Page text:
As this month of the Rosary comes to an end, I’d like to celebrate this wonderful prayer by sharing with you five things you may not know about its history, and how and why to pray it.
1. The Hail Mary is based on Scripture.
The first half of the Hail Mary prayer comes from two passages found in Luke’s Gospel: “Hail, full of grace, the Lord is with you” (Luke 1:28), and, “Blessed are you among women, and blessed is the fruit of your womb” (verse 42). The angel Gabriel is greeting Mary before announcing that she will be the mother of God’s Son. Next, Elizabeth is greeting and honoring Mary at the Visitation.
The second half of the Hail Mary asks her to intercede for us. Catholics believe that the saints in Heaven can pray for us, just as we can pray for each other on earth.
2. The Rosary is the lay person’s Divine Office.
You have probably heard the story about Mary revealing the Rosary to St. Dominic in the 12th century. St. Dominic did pray and teach a form of the Rosary, and may have had some kind of miraculous confirmation that the prayer was a powerful one. At the same time, historians note that the prayer developed over centuries. It originated in the Divine Office or Liturgy of the Hours.
Priests and religious pray the Divine office daily. At its core, it is a recitation of the 150 Psalms with antiphons, readings, and prayers. Lay people, who in the Middle Ages were often illiterate, wanted to join priests and religious in this prayer. Gradually, a simplified version that could be easily memorized was created. Before Pope John Paul II added the Luminous Mysteries, the full Rosary contained 150 Hail Marys. Like the Divine Office, each set of prayers ends in a Glory Be.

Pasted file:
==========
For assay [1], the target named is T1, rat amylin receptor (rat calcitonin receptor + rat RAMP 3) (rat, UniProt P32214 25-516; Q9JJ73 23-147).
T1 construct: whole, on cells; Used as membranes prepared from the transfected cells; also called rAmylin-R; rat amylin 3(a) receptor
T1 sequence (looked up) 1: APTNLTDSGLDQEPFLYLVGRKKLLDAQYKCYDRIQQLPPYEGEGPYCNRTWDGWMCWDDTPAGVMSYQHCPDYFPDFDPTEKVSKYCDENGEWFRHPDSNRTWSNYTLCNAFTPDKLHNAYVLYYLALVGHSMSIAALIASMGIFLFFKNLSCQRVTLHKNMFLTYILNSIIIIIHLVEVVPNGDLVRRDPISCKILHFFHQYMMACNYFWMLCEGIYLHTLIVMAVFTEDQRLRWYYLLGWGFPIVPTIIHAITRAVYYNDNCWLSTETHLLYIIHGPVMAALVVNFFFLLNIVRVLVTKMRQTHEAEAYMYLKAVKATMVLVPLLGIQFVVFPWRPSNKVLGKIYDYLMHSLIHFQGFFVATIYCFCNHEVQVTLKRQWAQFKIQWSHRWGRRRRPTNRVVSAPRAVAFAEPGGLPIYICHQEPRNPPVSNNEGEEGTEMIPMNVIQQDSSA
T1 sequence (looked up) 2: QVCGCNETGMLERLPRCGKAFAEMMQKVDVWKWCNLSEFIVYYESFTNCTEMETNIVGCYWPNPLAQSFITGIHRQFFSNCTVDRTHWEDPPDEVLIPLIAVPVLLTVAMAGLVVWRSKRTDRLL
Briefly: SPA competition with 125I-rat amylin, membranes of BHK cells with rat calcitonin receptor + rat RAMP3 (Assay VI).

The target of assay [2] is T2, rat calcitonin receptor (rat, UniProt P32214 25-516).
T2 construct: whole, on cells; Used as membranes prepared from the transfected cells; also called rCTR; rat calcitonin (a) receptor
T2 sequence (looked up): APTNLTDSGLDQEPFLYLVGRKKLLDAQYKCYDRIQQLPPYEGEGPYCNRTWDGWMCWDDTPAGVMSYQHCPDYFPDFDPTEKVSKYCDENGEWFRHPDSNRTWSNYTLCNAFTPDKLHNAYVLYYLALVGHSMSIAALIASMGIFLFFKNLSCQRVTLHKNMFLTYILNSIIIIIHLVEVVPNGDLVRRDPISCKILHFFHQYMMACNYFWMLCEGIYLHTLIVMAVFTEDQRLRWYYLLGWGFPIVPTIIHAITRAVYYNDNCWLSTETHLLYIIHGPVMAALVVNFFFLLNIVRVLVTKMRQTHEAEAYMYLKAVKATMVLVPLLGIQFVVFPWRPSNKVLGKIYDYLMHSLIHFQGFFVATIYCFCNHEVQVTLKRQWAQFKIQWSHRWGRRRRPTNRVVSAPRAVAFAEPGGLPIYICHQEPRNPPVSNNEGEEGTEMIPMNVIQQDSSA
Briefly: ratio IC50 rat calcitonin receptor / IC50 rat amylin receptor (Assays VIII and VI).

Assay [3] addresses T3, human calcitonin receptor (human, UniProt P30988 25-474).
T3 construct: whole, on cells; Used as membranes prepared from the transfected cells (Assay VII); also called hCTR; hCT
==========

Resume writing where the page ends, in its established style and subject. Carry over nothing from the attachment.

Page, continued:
3. It’s intended for meditation.
For at least half my life I prayed the Rosary incorrectly! I concentrated on the words of the various prayers. Actually, we are meant to meditate upon (i.e., ponder) the mysteries assigned to each decade. The Rosary is thus a great tool to teach people Christian meditation. We picture events from the lives of Jesus and Mary and think about what they mean for us as we pray. I think this makes the Rosary an ideal vocal prayer.
4. The Church gives an indulgence to those who pray it.
If you say five decades of the Rosary in one sitting, you may receive a plenary (full) indulgence for your sins. A partial Rosary can result in a partial indulgence. You must also meet a few other conditions, as for all indulgences. The most difficult one is complete detachment from all sin. You must also pray for the pope’s intentions, and receive the Eucharist and sacramental Confession within a week of your prayer.
5. Some Protestants pray the Rosary or prayers derived from it.
Just as the Rosary was an adaptation of the Divine Office, some Protestant Christians have adapted it to their own traditions. In the 1980s, American Episcopalians created the Anglican Rosary. They use prayer beads to help them meditate on the life of Christ, but have no set–only suggested–prayers to say with their beads.
There are several Lutheran versions of the Rosary. Martin Luther believed in honoring Mary as Mother of God. However, not all Lutherans who pray the Rosary are comfortable saying the Hail Mary. They may pray the Jesus Prayer instead.
Individual Protestants sometimes pray the traditional Rosary.
As a bonus, here is a beautiful passage referring to the Rosary from Dante’s Paradiso.
Have you prayed your Rosary today?
Share with us: Did you know all five of these facts? How has the Rosary made an impact on your life?